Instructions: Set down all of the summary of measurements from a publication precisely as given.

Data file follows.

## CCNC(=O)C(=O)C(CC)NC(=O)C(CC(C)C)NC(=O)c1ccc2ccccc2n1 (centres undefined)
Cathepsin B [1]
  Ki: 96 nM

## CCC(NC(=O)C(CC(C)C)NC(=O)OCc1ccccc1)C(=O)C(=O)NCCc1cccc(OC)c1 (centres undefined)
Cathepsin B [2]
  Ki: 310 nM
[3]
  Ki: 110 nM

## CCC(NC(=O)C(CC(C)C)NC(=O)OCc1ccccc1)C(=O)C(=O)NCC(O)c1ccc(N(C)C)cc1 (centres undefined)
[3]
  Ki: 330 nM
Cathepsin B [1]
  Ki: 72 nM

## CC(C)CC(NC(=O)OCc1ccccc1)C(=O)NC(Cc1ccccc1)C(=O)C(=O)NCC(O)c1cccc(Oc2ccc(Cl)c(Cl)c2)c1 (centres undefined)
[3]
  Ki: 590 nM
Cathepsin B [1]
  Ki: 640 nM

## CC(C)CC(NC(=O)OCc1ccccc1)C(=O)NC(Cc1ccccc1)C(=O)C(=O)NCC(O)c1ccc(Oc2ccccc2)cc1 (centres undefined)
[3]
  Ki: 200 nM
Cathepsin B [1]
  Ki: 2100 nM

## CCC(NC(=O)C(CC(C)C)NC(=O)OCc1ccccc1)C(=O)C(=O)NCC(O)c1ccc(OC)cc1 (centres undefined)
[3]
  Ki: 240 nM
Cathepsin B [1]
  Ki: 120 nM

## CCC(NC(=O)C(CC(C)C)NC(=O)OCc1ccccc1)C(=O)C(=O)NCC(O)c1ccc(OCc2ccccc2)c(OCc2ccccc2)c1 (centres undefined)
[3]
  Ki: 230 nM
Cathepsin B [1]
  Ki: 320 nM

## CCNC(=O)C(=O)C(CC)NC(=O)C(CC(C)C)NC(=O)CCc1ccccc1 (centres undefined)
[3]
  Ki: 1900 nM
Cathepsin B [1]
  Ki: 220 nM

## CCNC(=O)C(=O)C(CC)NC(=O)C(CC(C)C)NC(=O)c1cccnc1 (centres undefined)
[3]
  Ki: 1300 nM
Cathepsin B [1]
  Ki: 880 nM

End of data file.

## CCNC(=O)C(=O)C(CC)NC(=O)C(CC(C)C)NC(=O)c1ccc2ccccc2n1 (centres undefined)
Cathepsin B [1]
  Ki: 96 nM

## CCC(NC(=O)C(CC(C)C)NC(=O)OCc1ccccc1)C(=O)C(=O)NCCc1cccc(OC)c1 (centres undefined)
Cathepsin B [2]
  Ki: 310 nM
[3]
  Ki: 110 nM

## CCC(NC(=O)C(CC(C)C)NC(=O)OCc1ccccc1)C(=O)C(=O)NCC(O)c1ccc(N(C)C)cc1 (centres undefined)
[3]
  Ki: 330 nM
Cathepsin B [1]
  Ki: 72 nM

## CC(C)CC(NC(=O)OCc1ccccc1)C(=O)NC(Cc1ccccc1)C(=O)C(=O)NCC(O)c1cccc(Oc2ccc(Cl)c(Cl)c2)c1 (centres undefined)
[3]
  Ki: 590 nM
Cathepsin B [1]
  Ki: 640 nM

## CC(C)CC(NC(=O)OCc1ccccc1)C(=O)NC(Cc1ccccc1)C(=O)C(=O)NCC(O)c1ccc(Oc2ccccc2)cc1 (centres undefined)
[3]
  Ki: 200 nM
Cathepsin B [1]
  Ki: 2100 nM

## CCC(NC(=O)C(CC(C)C)NC(=O)OCc1ccccc1)C(=O)C(=O)NCC(O)c1ccc(OC)cc1 (centres undefined)
[3]
  Ki: 240 nM
Cathepsin B [1]
  Ki: 120 nM

## CCC(NC(=O)C(CC(C)C)NC(=O)OCc1ccccc1)C(=O)C(=O)NCC(O)c1ccc(OCc2ccccc2)c(OCc2ccccc2)c1 (centres undefined)
[3]
  Ki: 230 nM
Cathepsin B [1]
  Ki: 320 nM

## CCNC(=O)C(=O)C(CC)NC(=O)C(CC(C)C)NC(=O)CCc1ccccc1 (centres undefined)
[3]
  Ki: 1900 nM
Cathepsin B [1]
  Ki: 220 nM

## CCNC(=O)C(=O)C(CC)NC(=O)C(CC(C)C)NC(=O)c1cccnc1 (centres undefined)
[3]
  Ki: 1300 nM
Cathepsin B [1]
  Ki: 880 nM